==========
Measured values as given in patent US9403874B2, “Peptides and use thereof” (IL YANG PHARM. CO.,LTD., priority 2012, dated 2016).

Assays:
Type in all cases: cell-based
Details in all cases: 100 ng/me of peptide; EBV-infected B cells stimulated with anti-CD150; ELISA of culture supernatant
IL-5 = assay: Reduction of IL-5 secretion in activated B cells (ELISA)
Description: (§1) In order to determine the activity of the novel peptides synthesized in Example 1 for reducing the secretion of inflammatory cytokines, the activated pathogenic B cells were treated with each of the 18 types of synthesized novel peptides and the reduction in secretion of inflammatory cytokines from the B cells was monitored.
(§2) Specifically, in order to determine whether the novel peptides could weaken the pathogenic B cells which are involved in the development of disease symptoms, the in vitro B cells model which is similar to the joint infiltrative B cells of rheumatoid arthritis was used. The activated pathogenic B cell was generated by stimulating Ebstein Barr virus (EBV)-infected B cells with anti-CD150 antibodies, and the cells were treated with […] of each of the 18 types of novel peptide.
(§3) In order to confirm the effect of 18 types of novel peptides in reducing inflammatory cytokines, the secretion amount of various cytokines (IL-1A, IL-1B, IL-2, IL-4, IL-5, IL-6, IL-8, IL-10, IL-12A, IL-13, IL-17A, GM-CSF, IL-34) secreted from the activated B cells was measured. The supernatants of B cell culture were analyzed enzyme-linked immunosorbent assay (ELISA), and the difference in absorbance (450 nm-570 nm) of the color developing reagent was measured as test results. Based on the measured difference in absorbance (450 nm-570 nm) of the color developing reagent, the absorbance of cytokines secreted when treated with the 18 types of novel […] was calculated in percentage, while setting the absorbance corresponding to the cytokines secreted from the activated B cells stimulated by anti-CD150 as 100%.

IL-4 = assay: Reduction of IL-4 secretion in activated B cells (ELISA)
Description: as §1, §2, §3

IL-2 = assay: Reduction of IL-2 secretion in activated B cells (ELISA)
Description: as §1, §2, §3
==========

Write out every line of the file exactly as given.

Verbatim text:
Measured values as given in patent US9403874B2, “Peptides and use thereof” (IL YANG PHARM. CO.,LTD., priority 2012, dated 2016).

Assays:
Type in all cases: cell-based
Details in all cases: 100 ng/me of peptide; EBV-infected B cells stimulated with anti-CD150; ELISA of culture supernatant
IL-5 = assay: Reduction of IL-5 secretion in activated B cells (ELISA)
Description: (§1) In order to determine the activity of the novel peptides synthesized in Example 1 for reducing the secretion of inflammatory cytokines, the activated pathogenic B cells were treated with each of the 18 types of synthesized novel peptides and the reduction in secretion of inflammatory cytokines from the B cells was monitored.
(§2) Specifically, in order to determine whether the novel peptides could weaken the pathogenic B cells which are involved in the development of disease symptoms, the in vitro B cells model which is similar to the joint infiltrative B cells of rheumatoid arthritis was used. The activated pathogenic B cell was generated by stimulating Ebstein Barr virus (EBV)-infected B cells with anti-CD150 antibodies, and the cells were treated with […] of each of the 18 types of novel peptide.
(§3) In order to confirm the effect of 18 types of novel peptides in reducing inflammatory cytokines, the secretion amount of various cytokines (IL-1A, IL-1B, IL-2, IL-4, IL-5, IL-6, IL-8, IL-10, IL-12A, IL-13, IL-17A, GM-CSF, IL-34) secreted from the activated B cells was measured. The supernatants of B cell culture were analyzed enzyme-linked immunosorbent assay (ELISA), and the difference in absorbance (450 nm-570 nm) of the color developing reagent was measured as test results. Based on the measured difference in absorbance (450 nm-570 nm) of the color developing reagent, the absorbance of cytokines secreted when treated with the 18 types of novel […] was calculated in percentage, while setting the absorbance corresponding to the cytokines secreted from the activated B cells stimulated by anti-CD150 as 100%.

IL-4 = assay: Reduction of IL-4 secretion in activated B cells (ELISA)
Description: as §1, §2, §3

IL-2 = assay: Reduction of IL-2 secretion in activated B cells (ELISA)
Description: as §1, §2, §3